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Am J Obstet Gynecol. Author manuscript; available in PMC Jul 4, 2006.
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PMCID: PMC1486798
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Childbirth and pelvic floor dysfunction: An epidemiologic approach to the assessment of prevention opportunities at delivery

Divya A. Patel, PhD,a Xiao Xu, PhD,a Angela D. Thomason, MPH,b Scott B. Ransom, DO, MBA, MPH,a Julie S. Ivy, PhD,c and John O. L. DeLancey, MDb

Abstract

Female pelvic floor dysfunction is integral to the woman’s role in the reproductive process, largely because of the unique anatomic features that facilitate vaginal birth and also because of the trauma that can occur during that event. Interventions such as primary elective cesarean delivery have been discussed for the primary prevention of pelvic floor dysfunction; however, existing data about potentially causal factors limit our ability to evaluate such strategies critically. Here we consider the conceptual principles of epidemiologic function and the availability of data that are necessary to make informed recommendations about prevention opportunities for pelvic floor dysfunction at delivery. Available epidemiologic data on pelvic floor dysfunction suggest that there may be substantial opportunities for the primary prevention of pelvic organ prolapse at delivery. Although definitive recommendations await further epidemiologic studies of the potential risk and benefits of obstetric practice change, it is hoped that this discussion will provide a novel, quantitative framework for the assessment of pelvic floor dysfunction prevention opportunities.

Keywords: Childbirth, Epidemiology, Pelvic floor dysfunction, Prevention

A contentious debate regarding the role of primary elective cesarean delivery is being held in the Western world. An important aspect of this debate relates to the potential benefits of cesarean delivery in the prevention of pelvic floor dysfunction (PFD). However, the development of appropriate prevention strategies has been hindered by a lack of adequate data. Hippocrates, in his treatise The Law, warned: ‘‘There are in fact two things, science and opinion; the first begets knowledge, the second, ignorance.’’ Regarding PFD, there is a need for a more quantitative framework on which to base discussions that potentially will affect 4 million women who are delivered annually in the United States.1 In discussing these issues, we consider primary elective cesarean deliveries as those that are performed for reasons other than dystocia (ie, abnormalities of the expulsive forces; abnormalities of fetal presentation, position, or development; abnormalities of the maternal bony pelvis; or abnormalities of soft tissues of the reproductive tract that form an obstacle to fetal descent).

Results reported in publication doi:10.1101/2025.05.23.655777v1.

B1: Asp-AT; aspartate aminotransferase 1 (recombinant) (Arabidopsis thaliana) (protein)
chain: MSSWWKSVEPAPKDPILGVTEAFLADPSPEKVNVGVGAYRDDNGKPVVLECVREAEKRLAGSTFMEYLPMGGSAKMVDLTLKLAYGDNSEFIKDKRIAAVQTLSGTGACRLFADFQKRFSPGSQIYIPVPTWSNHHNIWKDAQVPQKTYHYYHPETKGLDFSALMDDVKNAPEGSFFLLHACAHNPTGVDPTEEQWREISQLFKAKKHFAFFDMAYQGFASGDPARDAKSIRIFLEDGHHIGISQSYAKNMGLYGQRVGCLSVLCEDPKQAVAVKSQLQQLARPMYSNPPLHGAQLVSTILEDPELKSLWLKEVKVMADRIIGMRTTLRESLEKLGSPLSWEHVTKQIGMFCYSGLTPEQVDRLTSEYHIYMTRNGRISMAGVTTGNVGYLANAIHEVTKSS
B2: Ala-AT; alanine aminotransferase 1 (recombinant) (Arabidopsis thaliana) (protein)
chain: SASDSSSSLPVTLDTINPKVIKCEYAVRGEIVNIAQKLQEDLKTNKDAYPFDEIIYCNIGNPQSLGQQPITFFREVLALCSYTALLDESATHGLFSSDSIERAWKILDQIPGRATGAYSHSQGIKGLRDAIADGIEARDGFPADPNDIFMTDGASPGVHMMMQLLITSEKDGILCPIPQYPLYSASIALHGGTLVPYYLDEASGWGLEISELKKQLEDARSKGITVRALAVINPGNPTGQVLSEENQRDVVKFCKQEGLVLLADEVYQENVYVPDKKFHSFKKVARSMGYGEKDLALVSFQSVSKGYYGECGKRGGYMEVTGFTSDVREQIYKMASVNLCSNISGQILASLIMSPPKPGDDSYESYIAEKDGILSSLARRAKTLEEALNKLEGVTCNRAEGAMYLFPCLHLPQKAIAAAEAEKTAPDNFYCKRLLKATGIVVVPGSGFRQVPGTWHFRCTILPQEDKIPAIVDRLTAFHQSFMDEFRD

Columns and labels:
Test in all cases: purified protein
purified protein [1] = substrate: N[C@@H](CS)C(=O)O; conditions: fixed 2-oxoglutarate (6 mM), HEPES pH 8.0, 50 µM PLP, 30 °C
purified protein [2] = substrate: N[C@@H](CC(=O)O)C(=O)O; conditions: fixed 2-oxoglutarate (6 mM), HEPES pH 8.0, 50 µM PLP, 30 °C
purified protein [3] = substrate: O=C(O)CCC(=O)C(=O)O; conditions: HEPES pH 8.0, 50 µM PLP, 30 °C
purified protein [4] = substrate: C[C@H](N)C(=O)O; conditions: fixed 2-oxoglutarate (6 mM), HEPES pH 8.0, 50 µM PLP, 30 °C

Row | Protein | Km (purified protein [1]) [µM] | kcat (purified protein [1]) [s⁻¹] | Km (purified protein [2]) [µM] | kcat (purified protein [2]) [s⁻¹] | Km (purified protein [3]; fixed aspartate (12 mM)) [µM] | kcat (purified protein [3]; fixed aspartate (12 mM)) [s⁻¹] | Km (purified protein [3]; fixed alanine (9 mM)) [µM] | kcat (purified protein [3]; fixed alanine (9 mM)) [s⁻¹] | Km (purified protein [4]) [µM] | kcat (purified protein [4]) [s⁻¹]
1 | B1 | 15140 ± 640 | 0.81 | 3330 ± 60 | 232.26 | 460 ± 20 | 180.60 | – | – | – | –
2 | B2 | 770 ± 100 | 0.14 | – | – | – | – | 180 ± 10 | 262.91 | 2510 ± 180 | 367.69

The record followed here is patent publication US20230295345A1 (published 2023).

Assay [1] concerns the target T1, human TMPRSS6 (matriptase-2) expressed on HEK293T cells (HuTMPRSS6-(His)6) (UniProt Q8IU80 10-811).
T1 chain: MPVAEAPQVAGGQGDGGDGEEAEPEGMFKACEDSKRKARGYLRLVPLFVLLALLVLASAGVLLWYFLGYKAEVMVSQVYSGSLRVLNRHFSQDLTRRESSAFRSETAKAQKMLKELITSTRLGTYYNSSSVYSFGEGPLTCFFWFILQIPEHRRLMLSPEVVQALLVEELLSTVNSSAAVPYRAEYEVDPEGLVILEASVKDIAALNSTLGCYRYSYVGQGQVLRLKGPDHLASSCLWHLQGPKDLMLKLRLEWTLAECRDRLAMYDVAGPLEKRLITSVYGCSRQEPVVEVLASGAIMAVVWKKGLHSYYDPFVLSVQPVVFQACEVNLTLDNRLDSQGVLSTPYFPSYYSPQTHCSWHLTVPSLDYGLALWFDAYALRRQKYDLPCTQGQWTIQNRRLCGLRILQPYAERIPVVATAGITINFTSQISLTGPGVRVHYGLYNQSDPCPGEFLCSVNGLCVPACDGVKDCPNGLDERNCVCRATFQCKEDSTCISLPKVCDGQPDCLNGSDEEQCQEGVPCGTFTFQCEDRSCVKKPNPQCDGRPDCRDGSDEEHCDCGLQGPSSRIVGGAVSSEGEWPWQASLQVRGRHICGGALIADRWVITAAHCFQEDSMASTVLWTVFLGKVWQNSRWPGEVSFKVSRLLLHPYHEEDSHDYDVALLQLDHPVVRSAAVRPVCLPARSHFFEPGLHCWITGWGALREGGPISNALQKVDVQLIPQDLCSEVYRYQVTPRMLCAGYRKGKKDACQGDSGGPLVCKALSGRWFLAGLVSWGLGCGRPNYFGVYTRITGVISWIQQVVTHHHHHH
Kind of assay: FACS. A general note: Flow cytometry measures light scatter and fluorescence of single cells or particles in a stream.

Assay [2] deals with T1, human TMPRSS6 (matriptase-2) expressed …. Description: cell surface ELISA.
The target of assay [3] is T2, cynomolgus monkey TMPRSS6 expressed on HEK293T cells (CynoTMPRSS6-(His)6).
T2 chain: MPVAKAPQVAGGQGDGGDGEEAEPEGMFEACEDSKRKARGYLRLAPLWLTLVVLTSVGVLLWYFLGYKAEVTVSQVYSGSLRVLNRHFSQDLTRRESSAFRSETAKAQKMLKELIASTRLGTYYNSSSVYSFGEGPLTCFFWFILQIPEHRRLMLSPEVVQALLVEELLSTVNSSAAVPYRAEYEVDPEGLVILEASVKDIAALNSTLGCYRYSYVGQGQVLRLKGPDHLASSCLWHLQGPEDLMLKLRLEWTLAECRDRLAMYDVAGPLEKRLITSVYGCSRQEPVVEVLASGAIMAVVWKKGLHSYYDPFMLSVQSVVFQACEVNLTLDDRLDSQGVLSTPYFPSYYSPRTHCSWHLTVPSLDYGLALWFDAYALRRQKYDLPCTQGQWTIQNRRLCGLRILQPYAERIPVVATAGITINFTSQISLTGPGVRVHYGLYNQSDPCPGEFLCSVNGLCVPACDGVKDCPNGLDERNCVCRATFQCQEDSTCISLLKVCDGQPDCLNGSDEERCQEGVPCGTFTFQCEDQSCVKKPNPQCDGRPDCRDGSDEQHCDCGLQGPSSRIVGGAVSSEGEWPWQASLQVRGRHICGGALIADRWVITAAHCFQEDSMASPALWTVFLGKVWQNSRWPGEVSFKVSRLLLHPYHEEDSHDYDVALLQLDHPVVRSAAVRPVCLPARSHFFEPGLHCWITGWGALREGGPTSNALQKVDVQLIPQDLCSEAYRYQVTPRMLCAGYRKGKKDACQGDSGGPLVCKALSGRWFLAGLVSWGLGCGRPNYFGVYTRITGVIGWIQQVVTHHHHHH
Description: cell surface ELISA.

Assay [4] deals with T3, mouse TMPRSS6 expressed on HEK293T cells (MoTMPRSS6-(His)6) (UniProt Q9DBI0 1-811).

Female PFD encompasses a wide variety of clinical conditions that include pelvic organ prolapse (POP), urinary incontinence (UI), and fecal incontinence (FI), among others. PFD is integral to the woman’s role in the reproductive process, largely because of the unique anatomic features that are required to allow vaginal birth and because of the trauma that can occur during that event. Because of its high prevalence, deleterious effects on quality of life and its impact on the health care system, PFD is an important public health issue and should be a focus of primary prevention.

The overall model for the development of PFD in women includes factors that predispose (eg, family history of PFD), incite (eg, vaginal delivery through its effect on nerve damage, muscle damage, and tissue disruption), and promote (eg, lifestyle) dysfunction and may be important in 1 PFD type, but not another. Strategies such as primary elective cesarean delivery or avoidance of episiotomy recently have been discussed as interventions for the primary prevention of all, or some, forms of PFD. Beliefs about the role of each element in causation, based primarily on expert opinion, are supported by sparse evidence, which limits our ability to develop and assess critically the effectiveness of PFD prevention strategies from an epidemiologic standpoint.

Further complicating the development of prevention strategies is the differing disease mechanisms for each type of PFD. Changing obstetric practices may not result in the same effects on different forms of PFD. For example, some recommendations suggest the avoidance of episiotomy to decrease anal sphincter injury (and associated long-term risks of FI) but do not consider the potential effect of this decision on the development of POP. If a lack of episiotomy increases the risk of POP, a small reduction in the incidence of anal sphincter injury because of episiotomy may be outweighed by a greater increase in POP incidence later in life.